Lorigami, www.Lorigami.etsy .com has generously given Ecoetsy a tutorial from her blog. I remember making pot holders in Girl Scouts that were similar to these. So thanks again to Lorigami. Here’s her tutorial.
Y’all may recall the big Michigan House-clean-out project from last spring after my Uncle passed away? Well, one of the things I was most excited to find was my great-grandmother’s sewing machine and several big boxes of fabric scraps, trims, notions and a humongous pile of cotton quilt squares. Every single one of these squares is a remnant of a sewing project, or a piece of clothing she could no longer wear sliced up. This woman was a genius at re-use and I am learning as much as I can from what she left behind.
Anyway, I’ve been sitting on these quilt blocks for a while, knowing I would never turn them into an actual quilt but still wanting to do something cool with them. Finally I decided they would make really cute kitchen accessories. I’m starting with the hotpads, because I remembered my mom having some like these when I was a kid. It took making a couple before I figured out the easiest way, and since I know I’m not the only one with a million tiny fabric scraps, I thought I’d make a tutorial.
First, gather your supplies. You’ll need whatever you’re going to use for the top. Any natural fabric will do, it can be sewn into a mini-quilt, or just left in one big sheet. These are about 8â€³ square. You’ll also need a backing fabric, and this should be a little heavier-duty. I’m using the legs of some jeans that are no longer wearable.
Next, you’ll want something to pad it with. You could use quilt batting, but since I’m in recycle mode, I chose a couple layers of scrap felt.
Finally, you’ll want some trim. I chose ric-rac because that’s what was on my mom’s. You could use ribbon, cotton lace, piping, or you could just leave it off.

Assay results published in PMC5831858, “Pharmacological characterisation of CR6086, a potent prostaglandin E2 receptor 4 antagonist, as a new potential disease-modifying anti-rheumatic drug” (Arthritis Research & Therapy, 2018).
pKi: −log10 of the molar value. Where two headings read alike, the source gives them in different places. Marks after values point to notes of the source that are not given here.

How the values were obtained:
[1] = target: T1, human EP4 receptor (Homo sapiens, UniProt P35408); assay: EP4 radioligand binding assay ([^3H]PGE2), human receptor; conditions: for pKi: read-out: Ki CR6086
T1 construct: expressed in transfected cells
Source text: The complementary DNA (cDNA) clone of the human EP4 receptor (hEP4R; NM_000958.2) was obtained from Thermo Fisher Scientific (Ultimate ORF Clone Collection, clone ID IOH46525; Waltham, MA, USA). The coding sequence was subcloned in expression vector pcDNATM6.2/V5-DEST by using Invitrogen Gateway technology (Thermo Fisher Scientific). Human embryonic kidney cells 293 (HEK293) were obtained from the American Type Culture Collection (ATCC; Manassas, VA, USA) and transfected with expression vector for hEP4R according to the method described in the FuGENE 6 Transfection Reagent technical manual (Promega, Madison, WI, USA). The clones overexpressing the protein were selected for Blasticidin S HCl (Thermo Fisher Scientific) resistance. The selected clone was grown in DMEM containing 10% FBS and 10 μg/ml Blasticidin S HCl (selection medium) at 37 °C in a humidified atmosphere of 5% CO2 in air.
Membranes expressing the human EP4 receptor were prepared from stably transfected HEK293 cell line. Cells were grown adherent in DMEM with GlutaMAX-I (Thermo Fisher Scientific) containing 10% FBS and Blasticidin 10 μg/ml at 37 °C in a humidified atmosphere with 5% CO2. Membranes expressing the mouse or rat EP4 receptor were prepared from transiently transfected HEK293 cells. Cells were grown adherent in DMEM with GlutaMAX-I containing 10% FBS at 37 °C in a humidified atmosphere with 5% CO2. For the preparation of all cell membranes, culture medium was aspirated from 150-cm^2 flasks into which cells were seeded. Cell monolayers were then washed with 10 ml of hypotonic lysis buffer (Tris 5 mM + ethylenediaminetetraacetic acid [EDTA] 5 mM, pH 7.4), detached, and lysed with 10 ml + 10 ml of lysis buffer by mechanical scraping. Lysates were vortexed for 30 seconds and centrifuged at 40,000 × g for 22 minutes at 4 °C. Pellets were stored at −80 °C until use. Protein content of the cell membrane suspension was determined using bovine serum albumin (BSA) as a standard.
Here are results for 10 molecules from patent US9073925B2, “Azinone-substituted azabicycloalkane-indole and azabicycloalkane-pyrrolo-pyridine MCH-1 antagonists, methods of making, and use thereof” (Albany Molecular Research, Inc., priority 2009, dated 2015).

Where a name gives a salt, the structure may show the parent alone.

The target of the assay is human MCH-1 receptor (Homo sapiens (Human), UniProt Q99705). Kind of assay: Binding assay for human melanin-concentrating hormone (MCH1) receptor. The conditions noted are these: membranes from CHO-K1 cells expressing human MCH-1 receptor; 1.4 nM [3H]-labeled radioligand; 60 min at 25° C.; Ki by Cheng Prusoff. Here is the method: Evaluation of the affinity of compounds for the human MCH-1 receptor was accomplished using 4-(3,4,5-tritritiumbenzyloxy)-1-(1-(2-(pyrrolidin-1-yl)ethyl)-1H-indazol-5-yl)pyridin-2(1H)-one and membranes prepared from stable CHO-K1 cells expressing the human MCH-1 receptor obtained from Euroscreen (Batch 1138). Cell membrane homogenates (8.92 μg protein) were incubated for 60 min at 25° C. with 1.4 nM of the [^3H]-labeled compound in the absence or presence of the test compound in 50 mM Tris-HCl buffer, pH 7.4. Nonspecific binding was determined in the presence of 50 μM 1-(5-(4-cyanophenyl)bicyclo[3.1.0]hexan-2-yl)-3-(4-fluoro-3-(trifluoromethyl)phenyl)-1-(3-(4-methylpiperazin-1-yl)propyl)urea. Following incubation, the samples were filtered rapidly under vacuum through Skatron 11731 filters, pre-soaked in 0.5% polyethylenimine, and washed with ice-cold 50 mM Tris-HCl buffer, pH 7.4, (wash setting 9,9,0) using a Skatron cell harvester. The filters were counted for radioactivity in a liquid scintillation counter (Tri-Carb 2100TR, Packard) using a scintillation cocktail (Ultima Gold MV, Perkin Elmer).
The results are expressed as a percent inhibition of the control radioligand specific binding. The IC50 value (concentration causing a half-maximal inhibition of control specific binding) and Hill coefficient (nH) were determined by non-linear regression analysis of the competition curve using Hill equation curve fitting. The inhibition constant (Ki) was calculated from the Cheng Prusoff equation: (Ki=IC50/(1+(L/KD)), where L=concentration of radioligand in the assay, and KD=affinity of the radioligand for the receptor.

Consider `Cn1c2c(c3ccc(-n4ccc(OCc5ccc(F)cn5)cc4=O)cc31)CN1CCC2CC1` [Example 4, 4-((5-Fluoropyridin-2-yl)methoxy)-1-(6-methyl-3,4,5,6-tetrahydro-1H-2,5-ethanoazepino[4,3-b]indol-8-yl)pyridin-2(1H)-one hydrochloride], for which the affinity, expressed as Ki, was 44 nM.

Ready to sew? Ok! Iron your top square and then use it as a template to cut out your backing square.
Then, with right sides together, pin the squares together. If you are using trim, sandwich it inbetween the squares, with about half of it inside where your stitch line is going to be.
Sew three sides together. (my trim here is orange ric-rac, you can barely see it poking out between the squares)
On the open end, stitch just the trim to the top square, following your previous line. This will make it easier when you go to close it up. Next, turn the piece right-side out and give it a good iron. On the open side, iron to the inside about 1/4 of an inch on the bottom, and right along your stitch line on the top.
Now, take whatever you’re using to stuff the pad, and insert it.
Pin closed along your fold line and topstitch closed. Continue your topstitch around the entire square. (note: I broke my topstitch needle. I’m using a regular one and if you don’t have one, it will look like these do, which is fine. A topstitch needle will simply give the stitch more definition)
And there ya go! You just made a hotpad!
Stay tuned for some coordinating tea towels, cast iron pan sleeves, and hostess aprons. Maybe even a few coasters if I can find my glass cutterâ€¦
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